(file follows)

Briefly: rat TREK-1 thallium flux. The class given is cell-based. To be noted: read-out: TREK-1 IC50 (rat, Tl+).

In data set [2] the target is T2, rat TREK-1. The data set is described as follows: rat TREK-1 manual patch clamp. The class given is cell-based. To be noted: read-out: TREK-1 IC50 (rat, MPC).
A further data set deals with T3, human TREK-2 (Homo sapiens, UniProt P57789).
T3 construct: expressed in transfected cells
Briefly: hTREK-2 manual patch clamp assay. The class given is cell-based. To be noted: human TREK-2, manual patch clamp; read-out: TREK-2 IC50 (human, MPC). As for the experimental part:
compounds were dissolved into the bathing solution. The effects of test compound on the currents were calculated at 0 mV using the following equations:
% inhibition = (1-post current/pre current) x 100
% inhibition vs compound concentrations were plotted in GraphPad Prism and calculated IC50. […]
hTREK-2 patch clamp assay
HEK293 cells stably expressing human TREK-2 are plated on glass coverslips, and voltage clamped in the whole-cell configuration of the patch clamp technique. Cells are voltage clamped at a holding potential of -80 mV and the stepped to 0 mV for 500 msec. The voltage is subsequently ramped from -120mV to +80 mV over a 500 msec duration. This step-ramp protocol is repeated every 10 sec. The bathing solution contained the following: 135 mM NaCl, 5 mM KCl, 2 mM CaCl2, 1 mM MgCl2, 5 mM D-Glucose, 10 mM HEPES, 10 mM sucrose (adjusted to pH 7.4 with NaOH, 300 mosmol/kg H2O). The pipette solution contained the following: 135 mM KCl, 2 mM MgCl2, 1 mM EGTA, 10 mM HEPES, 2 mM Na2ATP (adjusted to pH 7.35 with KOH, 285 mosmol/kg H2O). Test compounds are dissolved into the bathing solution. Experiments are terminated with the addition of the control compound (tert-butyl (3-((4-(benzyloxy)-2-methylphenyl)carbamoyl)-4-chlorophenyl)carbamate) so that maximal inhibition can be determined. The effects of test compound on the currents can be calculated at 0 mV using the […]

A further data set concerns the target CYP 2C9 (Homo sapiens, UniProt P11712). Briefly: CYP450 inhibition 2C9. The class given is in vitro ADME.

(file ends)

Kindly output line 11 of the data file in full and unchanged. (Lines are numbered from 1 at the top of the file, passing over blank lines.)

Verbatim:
A further data set concerns the target CYP 2C9 (Homo sapiens, UniProt P11712). Briefly: CYP450 inhibition 2C9. The class given is in vitro ADME.